Potentially Unconscionable Warranty Precludes Licensor's Motion to Dismiss
The warranty is among the most essential terms of a software license, as the provision often concerns the functionality and capability of the software. Many warranties are the subject of concerted negotiations, but often the parties revert to boilerplate. A licensor typically seeks to limit what it warrants, while a licensee seeks to establish that the licensor possesses good and marketable title in the software and that the software will function.
These priorities often conflict, and particularly when warranty provisions are quickly negotiated and formalized in brief and vague terms. On July 30, 2018, the United States District Court for the District of Minnesota issued its opinion in Prairie River Home Care, Inc. v. Procura, LLC, holding that the software licensee’s claims for breach of contract and breach of warranty could survive a motion to dismiss, while the rescission claims could not. 2018 WL 3621208 (D. Minn.). First, the express terms of the license’s warranty granted the licensee “on-premise” support, which the licensor failed to provide. Second, the court held that it could not decide as a matter of law whether the 90 day notice period of the warranty, which started as of the execution of the license, was not unconscionable. After all, the warranty would be illusory since it did not cover a period of time when the software functioned. The court held that a determination as to whether the notice provision was unconscionable was a question of fact that could not be decided at this stage of the proceedings.
Facts and Procedural History
In 2015, Plaintiff Prairie River Home Care, Inc. (Prairie River) executed a Master Software License and Support Agreement (the License) with Defendant Procura, LLC (Procura). The software provided Prairie River with “enhanced documentation capabilities” via Procura’s agency-management software. “Software” is defined in relevant part in the License as “the software in object form … including related Documentation.” “Documentation” was defined as “user guides, operating manuals, education materials, product descriptions, technical manuals … and other information relating to the Software.” Procura claimed to provide support in the event of “an inability of the Software to perform … in accordance with its related Documentation.”
Prairie River purchased the software for an “on-premise” installation. The License included certain damage limitations, including a disclaimer of consequential and incidental damages, and was governed by Illinois law. The License included a 90-day warranty provision that began from the effective date of Sept. 30, 2015.
Procura claimed that the software would become operative in Feb. 2016. According to the court, “[t]he transition did not go smoothly” and the software did not “go live” until June 2016. Prairie River alleged that it did not work as promised in the accompanying documentation. Prairie River claimed $800,000 in out of pocket expenses as a result of this failure – exclusive of lost profits, lost opportunities and other damages. Prairie River abandoned the software in Feb. 2017 and filed suit alleging, inter alia, breach of contract, rescission and fraudulent inducement. Procura moved to dismiss under Rule 12(b)(6).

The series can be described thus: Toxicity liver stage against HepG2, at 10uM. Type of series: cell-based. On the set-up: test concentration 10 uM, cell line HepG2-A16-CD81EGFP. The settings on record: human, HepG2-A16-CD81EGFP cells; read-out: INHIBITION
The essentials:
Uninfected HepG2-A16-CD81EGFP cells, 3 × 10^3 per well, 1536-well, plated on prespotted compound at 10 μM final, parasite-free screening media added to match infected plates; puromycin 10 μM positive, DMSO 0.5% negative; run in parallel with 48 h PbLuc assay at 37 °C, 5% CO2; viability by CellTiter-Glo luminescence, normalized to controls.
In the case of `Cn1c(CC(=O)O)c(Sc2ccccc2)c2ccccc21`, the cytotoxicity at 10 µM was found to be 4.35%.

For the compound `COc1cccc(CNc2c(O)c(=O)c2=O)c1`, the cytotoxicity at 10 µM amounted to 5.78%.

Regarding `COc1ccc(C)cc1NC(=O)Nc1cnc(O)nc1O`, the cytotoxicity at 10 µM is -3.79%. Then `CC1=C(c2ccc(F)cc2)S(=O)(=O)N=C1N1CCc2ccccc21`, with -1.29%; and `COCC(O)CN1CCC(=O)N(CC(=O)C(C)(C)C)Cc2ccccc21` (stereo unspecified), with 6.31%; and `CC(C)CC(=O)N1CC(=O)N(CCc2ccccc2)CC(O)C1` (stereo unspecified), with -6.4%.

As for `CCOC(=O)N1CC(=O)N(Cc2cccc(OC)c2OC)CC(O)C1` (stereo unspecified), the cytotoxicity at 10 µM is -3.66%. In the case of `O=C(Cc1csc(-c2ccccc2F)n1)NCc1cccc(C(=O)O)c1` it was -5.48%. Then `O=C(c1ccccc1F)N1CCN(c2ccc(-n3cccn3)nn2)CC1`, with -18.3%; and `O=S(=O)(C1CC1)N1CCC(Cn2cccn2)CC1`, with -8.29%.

Legal Analysis and Conclusions
First, crediting Prairie River’s references to Procura’s problems with the software and an apparent unwillingness to provide support, the court held that Prairie River adequately pleaded a claim for breach of the License and accordingly denied Procura’s motion to dismiss.
The Court also declined to dismiss Prairie River’s claim for breach of warranty because: (1) the warranty provision of the License applied to the software because the software was an “on-premise” acquisition covered by the express terms of the warranty.
Second, the court held that Prairie River stated a claim that the 90-day notification requirement in the warranty was unconscionable because the software was not installed until June 2016, far after the 90 days from the effective date of the License, and thus the warranty period, on Sept. 30, 2015. Procura countered that the provision could not be unconscionable as a matter of law because both it and Prairie River are sophisticated entities. The court rejected this argument and denied Procura’s motion to dismiss on grounds that the warranty provision could be unconscionable given the appearance of a relative disparity in bargaining power between the parties.
The court did grant Procura’s motion to dismiss with respect to the rescission claim based on mutual mistake because Prairie River had not sufficiently alleged a mutual misunderstanding between the parties about the terms of the License. Prairie River claimed that the mutual mistake was the functioning of the software, which the Court characterized merely as another way of claiming that “the Software did not work.” Consequently, this allegation did not evidence a mutual mistake, but was encompassed by the Illinois Court of Appeals’ observation that “the fact that the goods are better or worse than supposed or possess different qualities not affecting identity will ordinarily be immaterial” to a rescission claim.